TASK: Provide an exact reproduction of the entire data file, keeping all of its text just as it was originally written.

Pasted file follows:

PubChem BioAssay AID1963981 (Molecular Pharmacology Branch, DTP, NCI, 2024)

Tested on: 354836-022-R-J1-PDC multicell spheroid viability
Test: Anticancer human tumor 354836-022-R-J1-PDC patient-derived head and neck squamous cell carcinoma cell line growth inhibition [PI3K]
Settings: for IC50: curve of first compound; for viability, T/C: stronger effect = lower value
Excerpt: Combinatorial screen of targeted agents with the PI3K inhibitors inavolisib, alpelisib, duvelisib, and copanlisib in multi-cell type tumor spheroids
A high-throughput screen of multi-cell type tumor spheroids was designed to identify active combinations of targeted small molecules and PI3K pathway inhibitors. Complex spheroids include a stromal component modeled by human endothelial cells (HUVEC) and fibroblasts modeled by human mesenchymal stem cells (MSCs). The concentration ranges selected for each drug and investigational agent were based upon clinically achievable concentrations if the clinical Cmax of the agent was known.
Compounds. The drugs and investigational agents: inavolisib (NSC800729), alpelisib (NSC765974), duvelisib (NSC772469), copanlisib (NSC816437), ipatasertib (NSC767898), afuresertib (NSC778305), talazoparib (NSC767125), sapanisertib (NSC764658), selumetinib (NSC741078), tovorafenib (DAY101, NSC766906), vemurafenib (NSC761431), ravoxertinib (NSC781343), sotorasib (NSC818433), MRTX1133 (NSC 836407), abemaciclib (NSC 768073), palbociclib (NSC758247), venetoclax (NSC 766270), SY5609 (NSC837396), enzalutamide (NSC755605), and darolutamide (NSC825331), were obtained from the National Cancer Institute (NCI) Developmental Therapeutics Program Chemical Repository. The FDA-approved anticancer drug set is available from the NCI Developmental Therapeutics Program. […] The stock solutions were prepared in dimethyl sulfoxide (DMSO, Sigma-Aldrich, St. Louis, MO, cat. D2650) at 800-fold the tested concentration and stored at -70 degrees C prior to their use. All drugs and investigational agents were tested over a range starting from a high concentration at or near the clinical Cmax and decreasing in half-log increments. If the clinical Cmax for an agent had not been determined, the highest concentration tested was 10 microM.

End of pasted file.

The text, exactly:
PubChem BioAssay AID1963981 (Molecular Pharmacology Branch, DTP, NCI, 2024)

Tested on: 354836-022-R-J1-PDC multicell spheroid viability
Test: Anticancer human tumor 354836-022-R-J1-PDC patient-derived head and neck squamous cell carcinoma cell line growth inhibition [PI3K]
Settings: for IC50: curve of first compound; for viability, T/C: stronger effect = lower value
Excerpt: Combinatorial screen of targeted agents with the PI3K inhibitors inavolisib, alpelisib, duvelisib, and copanlisib in multi-cell type tumor spheroids
A high-throughput screen of multi-cell type tumor spheroids was designed to identify active combinations of targeted small molecules and PI3K pathway inhibitors. Complex spheroids include a stromal component modeled by human endothelial cells (HUVEC) and fibroblasts modeled by human mesenchymal stem cells (MSCs). The concentration ranges selected for each drug and investigational agent were based upon clinically achievable concentrations if the clinical Cmax of the agent was known.
Compounds. The drugs and investigational agents: inavolisib (NSC800729), alpelisib (NSC765974), duvelisib (NSC772469), copanlisib (NSC816437), ipatasertib (NSC767898), afuresertib (NSC778305), talazoparib (NSC767125), sapanisertib (NSC764658), selumetinib (NSC741078), tovorafenib (DAY101, NSC766906), vemurafenib (NSC761431), ravoxertinib (NSC781343), sotorasib (NSC818433), MRTX1133 (NSC 836407), abemaciclib (NSC 768073), palbociclib (NSC758247), venetoclax (NSC 766270), SY5609 (NSC837396), enzalutamide (NSC755605), and darolutamide (NSC825331), were obtained from the National Cancer Institute (NCI) Developmental Therapeutics Program Chemical Repository. The FDA-approved anticancer drug set is available from the NCI Developmental Therapeutics Program. […] The stock solutions were prepared in dimethyl sulfoxide (DMSO, Sigma-Aldrich, St. Louis, MO, cat. D2650) at 800-fold the tested concentration and stored at -70 degrees C prior to their use. All drugs and investigational agents were tested over a range starting from a high concentration at or near the clinical Cmax and decreasing in half-log increments. If the clinical Cmax for an agent had not been determined, the highest concentration tested was 10 microM.